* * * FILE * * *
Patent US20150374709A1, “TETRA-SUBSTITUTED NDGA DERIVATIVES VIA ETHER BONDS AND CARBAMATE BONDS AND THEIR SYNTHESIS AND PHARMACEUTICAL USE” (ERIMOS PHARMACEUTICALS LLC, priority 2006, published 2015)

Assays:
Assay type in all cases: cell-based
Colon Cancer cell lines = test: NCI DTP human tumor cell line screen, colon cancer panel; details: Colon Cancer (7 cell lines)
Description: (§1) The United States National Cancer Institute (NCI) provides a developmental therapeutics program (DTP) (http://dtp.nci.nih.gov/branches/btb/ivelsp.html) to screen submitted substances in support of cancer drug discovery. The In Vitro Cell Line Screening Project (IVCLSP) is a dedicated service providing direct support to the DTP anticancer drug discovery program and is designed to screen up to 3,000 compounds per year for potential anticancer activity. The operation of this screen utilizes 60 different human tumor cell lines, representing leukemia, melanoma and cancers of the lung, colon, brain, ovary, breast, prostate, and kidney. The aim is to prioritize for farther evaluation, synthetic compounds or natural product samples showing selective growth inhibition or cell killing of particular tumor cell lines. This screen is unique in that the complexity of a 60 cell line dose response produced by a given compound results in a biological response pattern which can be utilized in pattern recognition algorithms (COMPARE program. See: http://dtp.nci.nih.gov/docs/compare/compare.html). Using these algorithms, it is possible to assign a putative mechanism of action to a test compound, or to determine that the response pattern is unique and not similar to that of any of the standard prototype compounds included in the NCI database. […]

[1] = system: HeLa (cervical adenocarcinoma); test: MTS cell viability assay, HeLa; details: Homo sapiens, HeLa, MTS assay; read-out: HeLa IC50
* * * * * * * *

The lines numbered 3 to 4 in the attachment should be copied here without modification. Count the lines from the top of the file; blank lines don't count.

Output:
Assay type in all cases: cell-based
Colon Cancer cell lines = test: NCI DTP human tumor cell line screen, colon cancer panel; details: Colon Cancer (7 cell lines)